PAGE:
It’s unavoidable: Sometimes you won’t want to do what your significant other proposes. Even if you agree on a lot of things, you’re separate people. You won’t always want to do the same things, eat the same things, or run the household in a certain way. If you often agree to things you really don’t want to do, you’ll end up feeling resentful. But if you say “No” the wrong way, you can hurt feelings or create tension.
One thing that often causes bumps in relationships is a flat “No” or “I don’t want to.” Turning down your partner’s idea in a broad, absolute way tends to shut down communication and may make him feel rejected. Your partner hears that you’re not up for what he’s proposed–but doesn’t feel like you care. There’s no way to further conversation that doesn’t feel like an argument.
What successful couples do instead is express their own preferences and suggest alternatives that might meet both people’s needs. They say No in a way that allows more room for discussion and compromise. I call this “finding the smallest possible No.”
Suppose your spouse says “Let’s go to dinner at Anthony’s tonight” and you that just doesn’t appeal to you. If you say “I don’t want to,” you’ve ended the conversation and possibly hurt your partner’s feelings. It’s better to say a little more about why her idea doesn’t interest you and what you might like to do instead, in a way that factors in her preferences too. For example:
“I don’t feel like going out tonight; I’ve had a very long day. Can we eat in instead?”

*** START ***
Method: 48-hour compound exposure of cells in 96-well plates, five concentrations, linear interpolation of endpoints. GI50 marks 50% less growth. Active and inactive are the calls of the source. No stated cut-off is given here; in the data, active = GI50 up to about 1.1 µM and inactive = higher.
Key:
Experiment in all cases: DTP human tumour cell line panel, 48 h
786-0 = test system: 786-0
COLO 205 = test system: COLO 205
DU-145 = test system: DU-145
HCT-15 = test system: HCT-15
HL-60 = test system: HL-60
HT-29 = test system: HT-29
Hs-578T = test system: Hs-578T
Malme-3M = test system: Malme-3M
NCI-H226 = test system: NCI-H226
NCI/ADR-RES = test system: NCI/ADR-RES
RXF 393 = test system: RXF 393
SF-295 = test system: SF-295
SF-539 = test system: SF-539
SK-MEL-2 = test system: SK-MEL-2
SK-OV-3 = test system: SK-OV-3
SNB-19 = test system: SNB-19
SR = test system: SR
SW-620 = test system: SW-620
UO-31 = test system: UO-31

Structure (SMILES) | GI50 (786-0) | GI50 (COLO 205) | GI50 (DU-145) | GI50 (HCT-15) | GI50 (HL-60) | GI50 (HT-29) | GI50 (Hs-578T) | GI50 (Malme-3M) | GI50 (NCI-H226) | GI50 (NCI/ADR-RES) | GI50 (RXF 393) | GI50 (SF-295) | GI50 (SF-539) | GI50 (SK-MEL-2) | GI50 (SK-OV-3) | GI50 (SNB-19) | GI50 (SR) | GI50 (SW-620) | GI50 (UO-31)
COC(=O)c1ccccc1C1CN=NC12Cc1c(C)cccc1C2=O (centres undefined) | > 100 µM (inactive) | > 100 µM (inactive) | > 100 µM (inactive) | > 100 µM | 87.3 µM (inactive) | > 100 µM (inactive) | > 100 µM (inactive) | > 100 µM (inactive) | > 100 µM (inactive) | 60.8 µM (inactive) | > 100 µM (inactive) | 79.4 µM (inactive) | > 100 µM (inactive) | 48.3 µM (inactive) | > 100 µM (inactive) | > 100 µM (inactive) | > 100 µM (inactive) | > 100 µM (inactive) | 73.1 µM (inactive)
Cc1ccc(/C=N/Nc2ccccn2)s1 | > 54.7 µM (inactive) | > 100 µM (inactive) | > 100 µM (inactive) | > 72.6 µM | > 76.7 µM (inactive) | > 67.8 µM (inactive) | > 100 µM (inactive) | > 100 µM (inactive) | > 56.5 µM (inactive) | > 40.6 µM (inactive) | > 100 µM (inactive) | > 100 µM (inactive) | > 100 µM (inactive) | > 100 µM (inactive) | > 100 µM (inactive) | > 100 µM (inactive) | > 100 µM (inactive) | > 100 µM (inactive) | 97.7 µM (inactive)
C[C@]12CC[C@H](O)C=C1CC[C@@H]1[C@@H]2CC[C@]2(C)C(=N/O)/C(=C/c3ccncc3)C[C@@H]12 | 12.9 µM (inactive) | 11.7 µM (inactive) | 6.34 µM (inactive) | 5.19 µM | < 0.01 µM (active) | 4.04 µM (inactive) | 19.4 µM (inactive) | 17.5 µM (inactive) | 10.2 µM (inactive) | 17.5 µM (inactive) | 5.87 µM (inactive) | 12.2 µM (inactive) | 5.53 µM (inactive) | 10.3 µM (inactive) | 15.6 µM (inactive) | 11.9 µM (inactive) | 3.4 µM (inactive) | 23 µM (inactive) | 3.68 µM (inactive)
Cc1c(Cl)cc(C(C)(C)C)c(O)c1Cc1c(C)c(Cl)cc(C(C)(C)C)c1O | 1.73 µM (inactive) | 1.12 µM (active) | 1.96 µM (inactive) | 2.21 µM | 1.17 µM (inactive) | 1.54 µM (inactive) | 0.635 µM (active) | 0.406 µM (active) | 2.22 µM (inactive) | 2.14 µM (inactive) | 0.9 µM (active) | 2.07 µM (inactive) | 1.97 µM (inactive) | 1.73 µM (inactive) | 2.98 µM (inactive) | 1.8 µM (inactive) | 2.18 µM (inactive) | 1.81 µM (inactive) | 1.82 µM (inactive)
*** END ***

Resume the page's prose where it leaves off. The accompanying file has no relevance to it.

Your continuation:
“I’m really not in the mood for Italian. Could I talk you into Chinese?”
“I had a meatball sub for lunch, so I’m not too interested in anything with tomato sauce. Maybe we could go to Anthony’s another time?”
“I’m not a big fan of Anthony’s. How about Bella Notte instead?”
In all these cases, you’ve given your SO a window into your thinking. Rather than being cut-and-dried, your answer opens a conversation and negotiation. Because she knows why you’re not interested in Anthony’s, she can propose other alternatives that might work for both of you. For instance:
“How about I pick up food at Anthony’s and we eat at home?”
“Hmm, Chinese won’t do it for me tonight. I’m hankering for cheese. How about Mexican?”
“What if we went to Anthony’s and you got something without tomato sauce, like chicken piccata?”
“Well, okay. I really love the eggplant at Anthony’s, but Bella Notte would be fine too.”
Of course, there should also be times when you go along with your partner’s suggestion even when it’s not your first choice. It’s an act of love to say Yes or Maybe, especially if your SO really wants something. You might negotiate: “If we go to Anthony’s tonight, how about we have sushi next time we eat out?” Or you might just agree: “Well, Italian wouldn’t be my first choice tonight, but if that’s really calling to you, I’ll find something on the menu that appeals.”
But when you do disagree, do it in a way that honors your relationship and keeps as many options open as possible. Ask yourself, “If I don’t want to say Yes, what’s the smallest possible No?”